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Shed Repair – Setting Up The Greenhouse

Potting Shed Leak Fixed

Potting Shed

The Potting Shed

The guys from Swallow turned up to sort out the leaks in my potting shed roof. You get a 10 year guarantee from Swallow. The problem was that water was dripping in where the solid roof joined to the glass roof side and through one of the opening window vents.

New Shed Top Bar

New Shed Top Bar Drip Shield (Cat not included!)

As I suspected, I wasn’t the only person to have this problem although with our high rainfall and strong winds it was probably worse for us than for people in more gentle climates. To cure the problem Swallow have tweaked the design by adding an extra capping piece along the whole ridge.

As usual, they turned up bang on time – which is no mean feat for where we are in the sticks – and had the job done in less than half an hour. They erect all their sheds and greenhouses very quickly and efficiently. No fuss or sharp intakes of breath, just arrive and get on with the task like a well-oiled machine!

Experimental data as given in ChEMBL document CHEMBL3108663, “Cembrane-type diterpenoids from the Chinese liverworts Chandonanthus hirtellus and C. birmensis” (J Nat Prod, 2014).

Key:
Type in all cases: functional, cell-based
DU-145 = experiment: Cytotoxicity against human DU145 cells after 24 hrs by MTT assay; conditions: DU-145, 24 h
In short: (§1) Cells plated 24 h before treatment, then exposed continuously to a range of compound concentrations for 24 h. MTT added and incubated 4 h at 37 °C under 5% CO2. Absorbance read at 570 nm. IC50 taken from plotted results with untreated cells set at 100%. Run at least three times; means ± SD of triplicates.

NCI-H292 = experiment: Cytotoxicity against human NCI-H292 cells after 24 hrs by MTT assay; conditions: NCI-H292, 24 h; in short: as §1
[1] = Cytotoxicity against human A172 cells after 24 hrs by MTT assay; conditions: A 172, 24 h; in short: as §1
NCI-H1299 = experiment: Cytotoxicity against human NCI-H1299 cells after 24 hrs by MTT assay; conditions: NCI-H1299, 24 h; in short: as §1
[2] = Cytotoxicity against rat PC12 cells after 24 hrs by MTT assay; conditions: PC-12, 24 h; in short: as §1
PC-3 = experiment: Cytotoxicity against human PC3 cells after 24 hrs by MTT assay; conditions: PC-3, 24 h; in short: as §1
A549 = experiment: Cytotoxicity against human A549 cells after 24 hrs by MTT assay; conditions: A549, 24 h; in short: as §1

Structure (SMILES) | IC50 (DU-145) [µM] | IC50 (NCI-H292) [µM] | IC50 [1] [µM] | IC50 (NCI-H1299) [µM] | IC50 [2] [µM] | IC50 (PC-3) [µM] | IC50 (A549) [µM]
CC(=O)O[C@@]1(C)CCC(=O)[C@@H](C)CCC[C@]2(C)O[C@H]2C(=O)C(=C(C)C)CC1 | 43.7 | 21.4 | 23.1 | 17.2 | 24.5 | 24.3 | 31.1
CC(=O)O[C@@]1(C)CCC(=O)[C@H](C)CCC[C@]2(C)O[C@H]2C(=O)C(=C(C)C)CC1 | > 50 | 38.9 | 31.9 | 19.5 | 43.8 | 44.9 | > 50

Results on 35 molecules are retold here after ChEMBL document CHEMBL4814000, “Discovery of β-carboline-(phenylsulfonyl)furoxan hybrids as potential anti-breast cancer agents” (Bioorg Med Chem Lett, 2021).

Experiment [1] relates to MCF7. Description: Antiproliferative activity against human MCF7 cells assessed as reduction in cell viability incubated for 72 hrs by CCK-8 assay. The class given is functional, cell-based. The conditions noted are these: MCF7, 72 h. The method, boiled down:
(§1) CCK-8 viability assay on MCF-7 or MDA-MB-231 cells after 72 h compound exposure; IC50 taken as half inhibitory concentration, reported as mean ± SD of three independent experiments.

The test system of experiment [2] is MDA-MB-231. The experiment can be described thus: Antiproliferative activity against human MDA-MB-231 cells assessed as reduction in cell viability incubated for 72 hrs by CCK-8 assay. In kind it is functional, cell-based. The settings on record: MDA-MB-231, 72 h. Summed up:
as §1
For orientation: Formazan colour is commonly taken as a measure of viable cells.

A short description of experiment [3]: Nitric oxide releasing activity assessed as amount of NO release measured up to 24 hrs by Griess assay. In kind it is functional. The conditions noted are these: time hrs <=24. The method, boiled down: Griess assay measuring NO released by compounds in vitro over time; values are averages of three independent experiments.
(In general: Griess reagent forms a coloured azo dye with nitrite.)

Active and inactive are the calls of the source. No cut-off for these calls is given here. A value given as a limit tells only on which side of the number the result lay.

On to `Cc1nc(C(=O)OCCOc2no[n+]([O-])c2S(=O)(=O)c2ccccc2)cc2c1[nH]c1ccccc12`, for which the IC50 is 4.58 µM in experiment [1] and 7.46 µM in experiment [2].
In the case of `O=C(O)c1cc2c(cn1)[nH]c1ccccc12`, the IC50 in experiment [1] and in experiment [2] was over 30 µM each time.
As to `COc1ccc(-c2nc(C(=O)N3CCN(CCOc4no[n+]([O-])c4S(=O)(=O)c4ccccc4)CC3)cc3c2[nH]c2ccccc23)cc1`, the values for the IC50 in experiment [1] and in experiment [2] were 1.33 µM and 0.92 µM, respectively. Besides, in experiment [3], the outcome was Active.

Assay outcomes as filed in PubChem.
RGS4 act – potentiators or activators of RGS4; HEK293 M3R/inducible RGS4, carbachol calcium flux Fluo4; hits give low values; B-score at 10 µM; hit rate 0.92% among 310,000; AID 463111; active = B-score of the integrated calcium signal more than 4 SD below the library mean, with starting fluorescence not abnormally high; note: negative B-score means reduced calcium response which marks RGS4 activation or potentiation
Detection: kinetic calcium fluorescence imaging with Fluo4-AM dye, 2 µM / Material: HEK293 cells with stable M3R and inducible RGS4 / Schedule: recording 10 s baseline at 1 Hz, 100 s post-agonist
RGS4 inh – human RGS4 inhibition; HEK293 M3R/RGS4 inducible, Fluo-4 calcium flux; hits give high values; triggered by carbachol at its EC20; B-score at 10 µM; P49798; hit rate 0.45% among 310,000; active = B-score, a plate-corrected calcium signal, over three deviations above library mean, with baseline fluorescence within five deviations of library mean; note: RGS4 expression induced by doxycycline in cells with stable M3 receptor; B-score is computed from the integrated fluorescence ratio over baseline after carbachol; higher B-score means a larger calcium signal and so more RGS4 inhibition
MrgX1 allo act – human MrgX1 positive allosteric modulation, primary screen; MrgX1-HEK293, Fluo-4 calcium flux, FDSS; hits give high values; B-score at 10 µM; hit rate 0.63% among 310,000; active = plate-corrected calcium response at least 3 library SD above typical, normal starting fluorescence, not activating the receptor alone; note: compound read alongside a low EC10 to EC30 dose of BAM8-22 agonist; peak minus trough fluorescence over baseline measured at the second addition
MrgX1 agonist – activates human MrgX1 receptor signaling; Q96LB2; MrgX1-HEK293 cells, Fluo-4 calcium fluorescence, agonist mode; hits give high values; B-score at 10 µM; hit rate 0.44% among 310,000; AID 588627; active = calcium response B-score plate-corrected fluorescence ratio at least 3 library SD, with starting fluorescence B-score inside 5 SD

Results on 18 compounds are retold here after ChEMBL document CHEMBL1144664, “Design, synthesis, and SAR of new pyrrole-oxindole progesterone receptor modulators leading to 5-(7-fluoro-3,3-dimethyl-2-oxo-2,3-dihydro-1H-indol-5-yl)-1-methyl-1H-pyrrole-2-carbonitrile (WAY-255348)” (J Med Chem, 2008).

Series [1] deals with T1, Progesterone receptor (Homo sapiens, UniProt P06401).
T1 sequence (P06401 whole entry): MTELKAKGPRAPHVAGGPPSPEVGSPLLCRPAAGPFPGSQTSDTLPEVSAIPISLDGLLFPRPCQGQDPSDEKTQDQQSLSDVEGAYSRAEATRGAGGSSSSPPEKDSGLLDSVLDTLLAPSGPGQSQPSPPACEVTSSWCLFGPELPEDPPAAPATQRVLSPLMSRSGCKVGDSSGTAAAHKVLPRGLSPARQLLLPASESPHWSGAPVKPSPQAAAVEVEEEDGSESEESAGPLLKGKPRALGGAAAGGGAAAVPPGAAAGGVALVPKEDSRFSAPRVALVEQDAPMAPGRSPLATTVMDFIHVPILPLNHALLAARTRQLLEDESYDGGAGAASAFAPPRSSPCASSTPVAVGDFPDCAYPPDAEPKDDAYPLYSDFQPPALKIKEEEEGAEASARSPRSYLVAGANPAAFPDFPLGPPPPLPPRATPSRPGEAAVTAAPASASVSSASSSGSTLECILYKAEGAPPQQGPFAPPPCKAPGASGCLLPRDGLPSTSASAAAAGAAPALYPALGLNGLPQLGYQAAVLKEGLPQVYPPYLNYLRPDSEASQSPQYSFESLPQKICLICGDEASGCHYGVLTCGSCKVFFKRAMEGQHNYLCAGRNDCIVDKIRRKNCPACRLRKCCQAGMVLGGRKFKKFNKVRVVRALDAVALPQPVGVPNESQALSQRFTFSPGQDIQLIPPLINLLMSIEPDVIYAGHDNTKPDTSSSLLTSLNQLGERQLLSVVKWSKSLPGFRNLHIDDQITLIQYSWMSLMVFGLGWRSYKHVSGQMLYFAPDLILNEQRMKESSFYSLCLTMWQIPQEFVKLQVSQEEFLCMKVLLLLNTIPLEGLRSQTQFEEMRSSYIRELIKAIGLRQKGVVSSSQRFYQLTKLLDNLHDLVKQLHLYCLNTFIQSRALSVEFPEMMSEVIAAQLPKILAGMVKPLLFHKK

With my using electric propagators and lighting, it’s critical that the shed is waterproof – even though the electrics are going through a sensitive circuit breaker I don’t want to lose power due to a water short on a cold night. The propagators aren’t the problem so much as the lighting which is why I didn’t use the Geopod lights this year (they were under a drip).

You can read more on and buy the entire range of Swallow Sheds & Greenhouses here.

Setting up the Greenhouse

Organised Greenhouse

The Organised Greenhouse – tomatoes in the border with marigolds planted in front to repel whitefly

This year I’m growing all my peppers in the polytunnel as they did so well in there last year which gives me more space for tomatoes in the greenhouse. I think tomatoes will benefit from the higher light level in the greenhouse when it comes to ripening and the better temperature control I can achieve in the greenhouse with autovents, although I am using Chill Out which is formulated to protect plants from heat stress in greenhouses and polytunnels.

I’ve taken out two of the three benches which gives me enough room to set up the two Quadgrows on the slabbed base. The rest of the tomatoes go into the border along with a cucumber. The aluminium benches can spend the summer outside.